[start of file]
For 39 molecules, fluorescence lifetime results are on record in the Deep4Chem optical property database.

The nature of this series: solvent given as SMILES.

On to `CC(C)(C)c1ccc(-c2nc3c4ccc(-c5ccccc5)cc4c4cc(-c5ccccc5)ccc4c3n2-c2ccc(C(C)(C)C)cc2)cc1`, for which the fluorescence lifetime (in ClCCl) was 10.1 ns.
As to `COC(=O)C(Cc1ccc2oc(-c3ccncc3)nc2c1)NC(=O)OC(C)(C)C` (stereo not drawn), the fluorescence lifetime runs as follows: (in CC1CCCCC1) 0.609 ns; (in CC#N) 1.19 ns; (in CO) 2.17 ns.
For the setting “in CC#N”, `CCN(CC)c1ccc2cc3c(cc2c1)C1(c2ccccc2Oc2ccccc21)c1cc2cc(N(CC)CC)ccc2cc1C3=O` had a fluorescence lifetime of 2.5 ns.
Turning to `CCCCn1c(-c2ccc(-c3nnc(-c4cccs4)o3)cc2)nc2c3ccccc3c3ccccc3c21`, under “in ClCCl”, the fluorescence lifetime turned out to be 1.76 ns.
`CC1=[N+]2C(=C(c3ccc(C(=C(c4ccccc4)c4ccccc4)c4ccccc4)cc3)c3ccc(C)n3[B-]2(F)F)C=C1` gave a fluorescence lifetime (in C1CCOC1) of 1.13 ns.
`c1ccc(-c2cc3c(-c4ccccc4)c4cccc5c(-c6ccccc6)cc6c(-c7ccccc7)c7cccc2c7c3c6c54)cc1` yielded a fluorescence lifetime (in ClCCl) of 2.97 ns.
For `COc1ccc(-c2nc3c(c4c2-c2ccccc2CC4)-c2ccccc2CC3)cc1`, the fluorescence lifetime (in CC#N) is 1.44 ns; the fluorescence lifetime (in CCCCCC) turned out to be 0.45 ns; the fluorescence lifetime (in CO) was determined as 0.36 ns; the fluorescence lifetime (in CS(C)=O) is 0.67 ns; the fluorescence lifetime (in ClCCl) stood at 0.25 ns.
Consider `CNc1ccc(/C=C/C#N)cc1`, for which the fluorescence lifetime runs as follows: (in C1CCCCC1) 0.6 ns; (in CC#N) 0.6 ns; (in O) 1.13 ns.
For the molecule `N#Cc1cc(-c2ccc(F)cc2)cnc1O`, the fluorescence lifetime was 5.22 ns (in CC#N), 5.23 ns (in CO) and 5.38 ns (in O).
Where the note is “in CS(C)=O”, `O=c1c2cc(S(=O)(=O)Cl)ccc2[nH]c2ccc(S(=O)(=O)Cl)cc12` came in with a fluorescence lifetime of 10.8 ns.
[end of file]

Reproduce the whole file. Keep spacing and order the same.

For 39 molecules, fluorescence lifetime results are on record in the Deep4Chem optical property database.

The nature of this series: solvent given as SMILES.

On to `CC(C)(C)c1ccc(-c2nc3c4ccc(-c5ccccc5)cc4c4cc(-c5ccccc5)ccc4c3n2-c2ccc(C(C)(C)C)cc2)cc1`, for which the fluorescence lifetime (in ClCCl) was 10.1 ns.
As to `COC(=O)C(Cc1ccc2oc(-c3ccncc3)nc2c1)NC(=O)OC(C)(C)C` (stereo not drawn), the fluorescence lifetime runs as follows: (in CC1CCCCC1) 0.609 ns; (in CC#N) 1.19 ns; (in CO) 2.17 ns.
For the setting “in CC#N”, `CCN(CC)c1ccc2cc3c(cc2c1)C1(c2ccccc2Oc2ccccc21)c1cc2cc(N(CC)CC)ccc2cc1C3=O` had a fluorescence lifetime of 2.5 ns.
Turning to `CCCCn1c(-c2ccc(-c3nnc(-c4cccs4)o3)cc2)nc2c3ccccc3c3ccccc3c21`, under “in ClCCl”, the fluorescence lifetime turned out to be 1.76 ns.
`CC1=[N+]2C(=C(c3ccc(C(=C(c4ccccc4)c4ccccc4)c4ccccc4)cc3)c3ccc(C)n3[B-]2(F)F)C=C1` gave a fluorescence lifetime (in C1CCOC1) of 1.13 ns.
`c1ccc(-c2cc3c(-c4ccccc4)c4cccc5c(-c6ccccc6)cc6c(-c7ccccc7)c7cccc2c7c3c6c54)cc1` yielded a fluorescence lifetime (in ClCCl) of 2.97 ns.
For `COc1ccc(-c2nc3c(c4c2-c2ccccc2CC4)-c2ccccc2CC3)cc1`, the fluorescence lifetime (in CC#N) is 1.44 ns; the fluorescence lifetime (in CCCCCC) turned out to be 0.45 ns; the fluorescence lifetime (in CO) was determined as 0.36 ns; the fluorescence lifetime (in CS(C)=O) is 0.67 ns; the fluorescence lifetime (in ClCCl) stood at 0.25 ns.
Consider `CNc1ccc(/C=C/C#N)cc1`, for which the fluorescence lifetime runs as follows: (in C1CCCCC1) 0.6 ns; (in CC#N) 0.6 ns; (in O) 1.13 ns.
For the molecule `N#Cc1cc(-c2ccc(F)cc2)cnc1O`, the fluorescence lifetime was 5.22 ns (in CC#N), 5.23 ns (in CO) and 5.38 ns (in O).
Where the note is “in CS(C)=O”, `O=c1c2cc(S(=O)(=O)Cl)ccc2[nH]c2ccc(S(=O)(=O)Cl)cc12` came in with a fluorescence lifetime of 10.8 ns.